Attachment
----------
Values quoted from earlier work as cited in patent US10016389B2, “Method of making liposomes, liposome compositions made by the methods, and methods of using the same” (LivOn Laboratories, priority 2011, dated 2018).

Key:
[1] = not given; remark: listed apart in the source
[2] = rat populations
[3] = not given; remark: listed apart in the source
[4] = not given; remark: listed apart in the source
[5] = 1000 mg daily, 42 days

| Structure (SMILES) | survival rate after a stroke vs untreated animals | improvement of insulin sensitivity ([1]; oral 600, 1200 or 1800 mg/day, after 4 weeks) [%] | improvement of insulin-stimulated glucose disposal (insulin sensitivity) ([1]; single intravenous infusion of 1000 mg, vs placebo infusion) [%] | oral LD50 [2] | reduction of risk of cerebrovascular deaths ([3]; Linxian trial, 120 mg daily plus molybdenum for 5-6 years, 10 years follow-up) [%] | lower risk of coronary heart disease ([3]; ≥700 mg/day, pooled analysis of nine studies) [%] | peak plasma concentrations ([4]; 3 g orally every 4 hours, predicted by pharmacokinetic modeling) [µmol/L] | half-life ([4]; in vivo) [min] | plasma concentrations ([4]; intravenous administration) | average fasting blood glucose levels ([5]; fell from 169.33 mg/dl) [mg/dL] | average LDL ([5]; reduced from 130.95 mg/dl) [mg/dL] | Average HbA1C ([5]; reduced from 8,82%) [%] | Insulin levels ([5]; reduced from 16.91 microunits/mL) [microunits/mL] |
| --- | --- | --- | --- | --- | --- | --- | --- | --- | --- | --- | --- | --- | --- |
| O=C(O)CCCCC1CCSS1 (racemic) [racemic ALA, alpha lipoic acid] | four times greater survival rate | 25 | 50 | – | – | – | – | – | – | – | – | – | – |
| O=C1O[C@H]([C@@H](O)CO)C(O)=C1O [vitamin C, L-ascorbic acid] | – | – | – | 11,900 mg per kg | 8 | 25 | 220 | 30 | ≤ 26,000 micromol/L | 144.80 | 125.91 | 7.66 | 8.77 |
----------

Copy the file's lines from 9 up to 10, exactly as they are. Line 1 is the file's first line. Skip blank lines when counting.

| --- | --- | --- | --- | --- | --- | --- | --- | --- | --- | --- | --- | --- | --- |
| O=C(O)CCCCC1CCSS1 (racemic) [racemic ALA, alpha lipoic acid] | four times greater survival rate | 25 | 50 | – | – | – | – | – | – | – | – | – | – |